benevolence and mercy of its Creator.
        Under the present circumstances, however, this
seems like a far-fetched idea. But Islam has a message of
peace, love, and harmony for the interim period as well.
Islam provides us with two cardinal principles, on the
basis of which the peoples of the world can be united in
global harmony. Thus, the (~ij(lIl 13 of Surah Al-Hujurat
       0 mankind! We created you from a single (pair
       of a) male and a female, and made you into
       nations and tribes, so that you may know each
       other. Verily the most honored of you in the
       sight of Allah is (one who is) the most righteous
       of you ....(Al-Hujurat 49:13)
        Here the Holy Qur'an mentions two points which
can create a deep sense of unity among the diverse races
and religio-cultural groups of the world, viz., the unity of
the Creator which leads us to the essential equality of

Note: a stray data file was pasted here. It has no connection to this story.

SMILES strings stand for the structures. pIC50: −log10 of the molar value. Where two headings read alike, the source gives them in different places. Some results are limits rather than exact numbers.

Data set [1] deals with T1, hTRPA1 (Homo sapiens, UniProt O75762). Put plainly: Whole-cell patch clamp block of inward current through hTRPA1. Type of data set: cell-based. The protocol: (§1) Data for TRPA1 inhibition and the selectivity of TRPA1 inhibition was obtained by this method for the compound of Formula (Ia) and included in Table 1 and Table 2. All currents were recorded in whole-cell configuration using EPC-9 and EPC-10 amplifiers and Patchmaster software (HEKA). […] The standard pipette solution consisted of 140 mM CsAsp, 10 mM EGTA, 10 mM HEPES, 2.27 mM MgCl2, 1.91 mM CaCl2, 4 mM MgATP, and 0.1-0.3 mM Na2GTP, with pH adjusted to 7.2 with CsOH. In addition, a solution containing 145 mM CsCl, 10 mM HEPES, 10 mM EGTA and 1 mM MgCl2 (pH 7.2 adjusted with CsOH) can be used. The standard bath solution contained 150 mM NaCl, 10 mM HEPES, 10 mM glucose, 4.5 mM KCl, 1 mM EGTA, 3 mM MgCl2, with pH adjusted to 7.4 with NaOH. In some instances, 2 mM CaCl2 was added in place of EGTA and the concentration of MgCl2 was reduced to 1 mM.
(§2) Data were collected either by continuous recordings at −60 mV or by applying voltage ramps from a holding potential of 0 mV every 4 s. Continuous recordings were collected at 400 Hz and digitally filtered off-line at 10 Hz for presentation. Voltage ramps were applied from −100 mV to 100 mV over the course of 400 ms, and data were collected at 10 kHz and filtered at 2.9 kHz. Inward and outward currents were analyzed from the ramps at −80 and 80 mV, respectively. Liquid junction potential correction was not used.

humankind, and the common origin of the entire human
race in the primordial pair of Adam and Eve, which leads
us to the idea of universal brotherhood.
       This nynlr addresses all of humanity and not just
the Muslim community. All humankind has descended
from the first couple, Adam and Eve. Their tribes, races,
and nations are conventional labels by which we may
know their differ~ngcharacteristics. Before Allah (SWT)
they are all one, and the most righteous is the most
honorable. Allah (SWT) is the Creator of all human beings
and as such they are all equal before Him.
        These two principles of unity of the human race